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What is Boudoir Photography and How Can You Make Your Pics Rock?

BY: Kelly MacDowell | Jan 29, 2018

"We can make anything look sexy."

A bold statement, perhaps, but it's easy to trust coming from boudoir photographer Lori Sapio. The industry veteran has more than two decades of experience and has shot for publications like Vogue Italia and Playboy, so she clearly knows a thing or 10 about sexy. Of course, Vogue sexy and Playboy sexy are two very different things, and that's kind of the point here. But what is boudoir photography?

It's a style of photography that's a little glamorous, a little suggestive, and, well, pretty sexy. At her Chicago studio, Revival Pinups, Lori resists forcing some cookie-cutter definition of sexy onto clients. "I let it be a collaboration," she told us in 2015, "so my clients have their own voice." So if you're a first-time model, there's your first tip: speak up. The idea of a boudoir shoot might seem inherently daunting, but you only have to do what you're comfortable with.

We talked to Lori about what happens in your typical photo shoot to collect a handful of tips to walk you through your first time.

It's okay if you don't know what you're doing!

"For most people, it starts as a nerve-racking experience," Lori said. "It's like an exercise class and I'm their instructor. I instruct them the whole way and help them with their posing. Most people don't have any idea [what to do], or they had some ideas before they walked through the doors, but everything kind of goes away once they come in."

(That doesn't mean you can't come in with ideas. Feel free to bring pictures, Pinterest boards, or magazines as inspiration.)

Don't have to take yourself too seriously.

"A lot of people like to be serious and sexy," Lori said, but a mix of expressions will give you more photo options. She also tries to make people smile and laugh to get some shots on the sweeter end of the sexy spectrum.

As for boudoir photo poses, she suggests you relax and just keep moving to avoid obsessing over every movement and facial expression. "Once [people] start slowing down, people start thinking more, second-guessing facial expressions or how their body looks. If [the shoot] is fast and moving, then they don't really think about it as much and it helps the nerves go away quicker."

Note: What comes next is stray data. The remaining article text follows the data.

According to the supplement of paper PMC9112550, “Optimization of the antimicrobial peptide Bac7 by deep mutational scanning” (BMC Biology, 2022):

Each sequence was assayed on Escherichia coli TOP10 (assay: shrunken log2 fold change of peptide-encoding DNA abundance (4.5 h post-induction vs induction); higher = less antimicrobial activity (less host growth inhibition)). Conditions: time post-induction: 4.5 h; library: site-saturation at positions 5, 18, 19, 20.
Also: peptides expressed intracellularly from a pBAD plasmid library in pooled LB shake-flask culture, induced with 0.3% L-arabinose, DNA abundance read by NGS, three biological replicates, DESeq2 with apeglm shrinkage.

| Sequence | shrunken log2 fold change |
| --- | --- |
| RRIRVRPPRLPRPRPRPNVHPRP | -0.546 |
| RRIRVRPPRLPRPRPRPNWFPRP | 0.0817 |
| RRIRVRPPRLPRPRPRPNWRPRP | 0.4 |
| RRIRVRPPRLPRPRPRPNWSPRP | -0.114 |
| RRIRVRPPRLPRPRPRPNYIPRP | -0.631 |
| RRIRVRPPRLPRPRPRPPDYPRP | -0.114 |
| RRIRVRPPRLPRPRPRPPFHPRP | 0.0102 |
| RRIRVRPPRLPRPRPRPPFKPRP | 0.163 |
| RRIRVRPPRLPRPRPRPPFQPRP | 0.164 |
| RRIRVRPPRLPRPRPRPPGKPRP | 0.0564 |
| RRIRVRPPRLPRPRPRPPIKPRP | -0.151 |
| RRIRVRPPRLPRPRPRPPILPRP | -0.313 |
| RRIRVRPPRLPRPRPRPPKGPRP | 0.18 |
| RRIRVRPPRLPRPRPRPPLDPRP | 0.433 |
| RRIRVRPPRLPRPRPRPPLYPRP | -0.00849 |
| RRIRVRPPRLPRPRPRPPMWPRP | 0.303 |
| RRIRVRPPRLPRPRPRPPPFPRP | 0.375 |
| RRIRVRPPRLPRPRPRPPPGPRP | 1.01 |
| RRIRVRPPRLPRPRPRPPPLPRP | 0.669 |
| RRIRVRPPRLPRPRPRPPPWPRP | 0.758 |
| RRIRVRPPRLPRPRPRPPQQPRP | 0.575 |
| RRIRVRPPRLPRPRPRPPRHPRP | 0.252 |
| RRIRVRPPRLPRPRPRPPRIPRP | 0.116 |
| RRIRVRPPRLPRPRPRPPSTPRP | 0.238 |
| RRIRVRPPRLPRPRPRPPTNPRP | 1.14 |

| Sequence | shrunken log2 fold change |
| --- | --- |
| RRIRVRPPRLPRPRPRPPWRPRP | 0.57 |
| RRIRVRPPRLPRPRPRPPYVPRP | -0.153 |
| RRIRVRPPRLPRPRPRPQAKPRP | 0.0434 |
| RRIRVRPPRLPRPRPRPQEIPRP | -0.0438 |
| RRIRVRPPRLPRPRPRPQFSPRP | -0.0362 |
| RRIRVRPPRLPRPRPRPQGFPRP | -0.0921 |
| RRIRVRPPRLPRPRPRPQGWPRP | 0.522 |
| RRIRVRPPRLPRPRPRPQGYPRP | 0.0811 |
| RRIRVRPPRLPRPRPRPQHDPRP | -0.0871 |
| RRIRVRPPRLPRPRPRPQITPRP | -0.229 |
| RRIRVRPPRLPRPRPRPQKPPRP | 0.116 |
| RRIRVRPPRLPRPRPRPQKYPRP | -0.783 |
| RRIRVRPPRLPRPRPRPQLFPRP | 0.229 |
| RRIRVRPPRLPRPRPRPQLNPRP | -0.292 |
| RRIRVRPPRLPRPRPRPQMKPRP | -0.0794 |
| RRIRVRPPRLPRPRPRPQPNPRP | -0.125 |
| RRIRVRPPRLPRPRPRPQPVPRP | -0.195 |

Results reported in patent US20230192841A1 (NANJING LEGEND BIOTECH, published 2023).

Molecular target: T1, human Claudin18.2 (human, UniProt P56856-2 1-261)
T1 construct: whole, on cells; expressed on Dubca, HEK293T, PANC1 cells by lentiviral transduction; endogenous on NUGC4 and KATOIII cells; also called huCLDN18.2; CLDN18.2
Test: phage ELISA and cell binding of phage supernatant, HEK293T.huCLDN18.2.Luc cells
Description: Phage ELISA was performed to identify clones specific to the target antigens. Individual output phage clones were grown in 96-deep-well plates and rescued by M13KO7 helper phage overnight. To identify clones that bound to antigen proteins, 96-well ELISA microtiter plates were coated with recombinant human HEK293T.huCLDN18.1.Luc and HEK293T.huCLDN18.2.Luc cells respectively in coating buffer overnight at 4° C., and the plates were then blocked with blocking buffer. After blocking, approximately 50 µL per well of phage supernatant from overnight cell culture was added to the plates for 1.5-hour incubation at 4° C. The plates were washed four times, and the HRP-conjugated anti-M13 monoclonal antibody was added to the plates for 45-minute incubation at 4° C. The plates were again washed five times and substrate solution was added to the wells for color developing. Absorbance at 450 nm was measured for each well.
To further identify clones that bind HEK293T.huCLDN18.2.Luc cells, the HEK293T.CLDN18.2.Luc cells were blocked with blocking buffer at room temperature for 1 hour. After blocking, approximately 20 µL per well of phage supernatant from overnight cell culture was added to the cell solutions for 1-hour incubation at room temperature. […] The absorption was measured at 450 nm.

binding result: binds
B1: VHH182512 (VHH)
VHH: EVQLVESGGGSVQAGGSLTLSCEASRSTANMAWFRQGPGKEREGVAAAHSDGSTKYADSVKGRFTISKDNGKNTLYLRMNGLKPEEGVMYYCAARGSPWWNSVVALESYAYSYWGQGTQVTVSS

Be true to your personal style.

In short? Costumes are optional. If you don't wear a lot of makeup in your everyday life, you might not want to spackle on the cosmetics for your shoot. "Some people get shell-shocked by seeing their faces all done up if they're not used to it."

However, a boudoir shoot can be an opportunity to try an outfit or style you wouldn't normally—wear something skimpy, vamp it up, go for '40s pinup styling, anything. "If there's anything in particular the person you're doing the photos for really likes, you can kind of shop for them," Lori said. "Just make sure you're comfortable."

Don't splurge on new lingerie.

If you have something you know you look good in, don't feel like you have to forsake it for shiny new stuff. "With older pieces, you can't really tell that they're older by the time you're in front of the camera. Things photograph differently than how they look in real life." (The only thing she suggests not wearing? Pieces with lots of boning. "It doesn't move with the body as much as you think it would.")

In fact, you don't even have to be in your undies.

Lori's portfolio of boudoir photos features women wearing everything from skimpy lingerie to robes to knee-length dresses. Those not as comfortable with getting photographed in their skivvies might want to consider leggings or form-fitting dresses, as they show off curves without showing skin.

Find boudoir photo poses you feel comfortable with.

You don't have to be shot from every angle (unless you want to be!). Lori recommends working with your photographer to find poses that complement your body type. "Some people want to hide certain body parts or accentuate certain body parts. . . . [We] formulate a game plan from that to help with the posing."

Feel free to bring moral support.

Get someone you really trust, like a sister or best friend, to be your personal cheerleader. This can be helpful for deciding what outfits to bring, or even for the day of the shoot. "Some people like the feedback their friends give [during a shoot]," Lori said. "It's just a little confidence booster to bring someone along." Of course, if you find their presence is making you more nervous, don't be shy. Ask them to step out.

You don't have to do it for someone else.

"The majority of people are like, 'This gift is for someone, but it's also for me,'" Lori said. Some clients pose just for themselves, often to celebrate meeting weight-loss or fitness goals or reaching a milestone birthday.

Photos courtesy of Revival Pinups.

This article was originally published in 2015. It has since been updated.